I recurrently say to myself that I’ll stop getting the ‘New York Times’ delivered to me. Hardly anyone else in my Manhattan apartment building gets it. A dozen maybe get it out of 250 apartments. They probably read it online. I do too. But I’m in the morning habit of getting a paper. And sometimes like this morning’s photo of ‘Rolling Stone’ founder Jann Wenner the graphics are so large and strong that I’m glad it gets dropped outside my door. I can hear it land. 

Thursday, September 8, 2022


Public Libraries Face Threats to Funding and Collections as Book Bans Surge

"We haven’t seen this volume of censorship efforts in 30 or more years.”

Wednesday, September 7, 2022

Yevgenia Belorusets' "Lucky Breaks" portrays Ukrainian women whose lives have been upended by the conflict with Russia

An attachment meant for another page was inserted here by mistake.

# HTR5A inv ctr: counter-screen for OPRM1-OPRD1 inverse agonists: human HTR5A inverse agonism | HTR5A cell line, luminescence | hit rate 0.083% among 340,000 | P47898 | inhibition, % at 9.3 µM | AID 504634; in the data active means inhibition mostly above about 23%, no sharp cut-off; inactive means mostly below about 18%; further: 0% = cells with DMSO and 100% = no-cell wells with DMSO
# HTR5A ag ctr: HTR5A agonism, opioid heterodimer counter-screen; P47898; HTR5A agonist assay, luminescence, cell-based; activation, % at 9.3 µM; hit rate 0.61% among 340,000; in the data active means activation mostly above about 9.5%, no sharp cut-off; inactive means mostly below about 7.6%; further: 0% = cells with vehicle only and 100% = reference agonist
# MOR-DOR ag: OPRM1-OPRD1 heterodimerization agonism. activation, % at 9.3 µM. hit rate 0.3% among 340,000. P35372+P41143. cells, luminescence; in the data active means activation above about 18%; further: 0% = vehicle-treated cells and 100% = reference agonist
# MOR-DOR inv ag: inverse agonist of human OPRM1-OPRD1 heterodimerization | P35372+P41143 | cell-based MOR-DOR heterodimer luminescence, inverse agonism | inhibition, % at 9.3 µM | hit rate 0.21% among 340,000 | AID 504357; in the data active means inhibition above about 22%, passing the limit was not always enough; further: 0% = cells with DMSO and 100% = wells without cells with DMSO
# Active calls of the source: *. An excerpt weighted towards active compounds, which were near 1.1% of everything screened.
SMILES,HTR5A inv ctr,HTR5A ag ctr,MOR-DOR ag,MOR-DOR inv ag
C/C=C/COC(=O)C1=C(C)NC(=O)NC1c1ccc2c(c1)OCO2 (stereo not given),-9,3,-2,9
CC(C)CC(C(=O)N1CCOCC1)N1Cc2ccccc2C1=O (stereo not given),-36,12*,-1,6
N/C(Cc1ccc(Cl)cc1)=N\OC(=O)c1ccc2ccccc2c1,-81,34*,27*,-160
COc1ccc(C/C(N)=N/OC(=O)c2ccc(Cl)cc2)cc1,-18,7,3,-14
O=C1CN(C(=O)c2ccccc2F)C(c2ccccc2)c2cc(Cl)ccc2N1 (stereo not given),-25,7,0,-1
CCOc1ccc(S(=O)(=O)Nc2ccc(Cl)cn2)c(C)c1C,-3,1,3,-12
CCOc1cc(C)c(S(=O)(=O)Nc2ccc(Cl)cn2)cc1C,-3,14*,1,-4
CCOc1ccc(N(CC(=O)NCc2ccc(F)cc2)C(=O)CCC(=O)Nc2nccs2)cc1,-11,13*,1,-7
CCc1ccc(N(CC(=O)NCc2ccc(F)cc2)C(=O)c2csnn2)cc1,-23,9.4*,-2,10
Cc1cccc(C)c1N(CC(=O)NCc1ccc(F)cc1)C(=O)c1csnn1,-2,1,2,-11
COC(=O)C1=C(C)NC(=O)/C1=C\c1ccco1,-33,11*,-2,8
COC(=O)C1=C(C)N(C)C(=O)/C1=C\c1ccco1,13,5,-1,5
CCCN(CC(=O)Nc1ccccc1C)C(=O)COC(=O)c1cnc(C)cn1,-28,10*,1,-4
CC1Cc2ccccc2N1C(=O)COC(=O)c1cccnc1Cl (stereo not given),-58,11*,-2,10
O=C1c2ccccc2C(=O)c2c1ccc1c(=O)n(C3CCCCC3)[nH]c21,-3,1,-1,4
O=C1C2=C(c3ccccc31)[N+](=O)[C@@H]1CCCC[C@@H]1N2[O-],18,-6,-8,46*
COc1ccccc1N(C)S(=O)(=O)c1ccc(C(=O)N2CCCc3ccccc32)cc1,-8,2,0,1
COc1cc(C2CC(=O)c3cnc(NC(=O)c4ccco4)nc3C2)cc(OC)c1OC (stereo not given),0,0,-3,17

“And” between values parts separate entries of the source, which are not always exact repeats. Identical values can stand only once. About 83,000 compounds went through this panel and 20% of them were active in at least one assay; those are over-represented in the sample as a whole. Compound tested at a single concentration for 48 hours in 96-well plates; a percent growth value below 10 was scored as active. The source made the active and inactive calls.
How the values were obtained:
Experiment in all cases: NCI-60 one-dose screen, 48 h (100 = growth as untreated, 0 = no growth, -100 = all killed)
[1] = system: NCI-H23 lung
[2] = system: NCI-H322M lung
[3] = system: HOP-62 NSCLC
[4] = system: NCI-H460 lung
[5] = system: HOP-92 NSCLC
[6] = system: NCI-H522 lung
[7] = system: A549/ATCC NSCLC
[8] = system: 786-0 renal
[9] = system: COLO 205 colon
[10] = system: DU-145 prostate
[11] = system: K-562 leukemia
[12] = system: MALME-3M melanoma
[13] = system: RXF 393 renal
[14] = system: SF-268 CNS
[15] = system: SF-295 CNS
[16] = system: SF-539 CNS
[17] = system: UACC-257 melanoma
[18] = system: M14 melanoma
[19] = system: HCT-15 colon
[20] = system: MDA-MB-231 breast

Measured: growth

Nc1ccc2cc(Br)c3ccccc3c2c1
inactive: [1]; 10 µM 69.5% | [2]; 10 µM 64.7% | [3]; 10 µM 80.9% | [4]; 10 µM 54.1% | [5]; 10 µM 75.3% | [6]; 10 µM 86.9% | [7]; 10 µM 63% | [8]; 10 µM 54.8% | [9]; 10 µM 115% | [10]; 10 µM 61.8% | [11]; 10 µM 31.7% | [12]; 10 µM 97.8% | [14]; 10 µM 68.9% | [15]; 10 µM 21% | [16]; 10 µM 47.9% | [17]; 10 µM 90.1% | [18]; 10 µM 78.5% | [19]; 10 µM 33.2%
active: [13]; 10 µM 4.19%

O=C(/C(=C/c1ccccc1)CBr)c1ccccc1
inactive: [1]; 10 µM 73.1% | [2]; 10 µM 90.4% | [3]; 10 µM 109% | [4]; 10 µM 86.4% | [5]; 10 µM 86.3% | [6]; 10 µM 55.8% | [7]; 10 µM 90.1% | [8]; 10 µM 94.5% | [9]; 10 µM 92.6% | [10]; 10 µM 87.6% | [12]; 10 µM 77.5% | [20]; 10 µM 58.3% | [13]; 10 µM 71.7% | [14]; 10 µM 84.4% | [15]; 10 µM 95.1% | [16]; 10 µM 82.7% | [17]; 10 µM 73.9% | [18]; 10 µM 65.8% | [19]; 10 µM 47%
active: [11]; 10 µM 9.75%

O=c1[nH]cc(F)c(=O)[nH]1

Five Ukrainian authors you should read

As the International Literature Festival Berlin starts, it is calling for a worldwide reading of Ukrainian literature. Here is a selection of modern voices.

Monday, September 5, 2022

A clear, graphically-bright look at Anne Frank and her diary (from the Holocaust Memorial Museum in Washington, D.C.):

Sunday, September 4, 2022

Ian McEwan on aging, legacy and the attack on his friend Salman Rushdie: ‘It’s beyond the edge of human cruelty’

The author’s new novel explores how global events shape individual lives – but nothing prepared him for this ‘dark moment’ (from ‘The Guardian’):

Friday, September 2, 2022


Paper books linked to stronger readers in an international study

There’s a lot to like about digital books. They’re lighter in the backpack and often cheaper than paper books. But a new international report suggests that physical books may be important to raising children who become strong readers.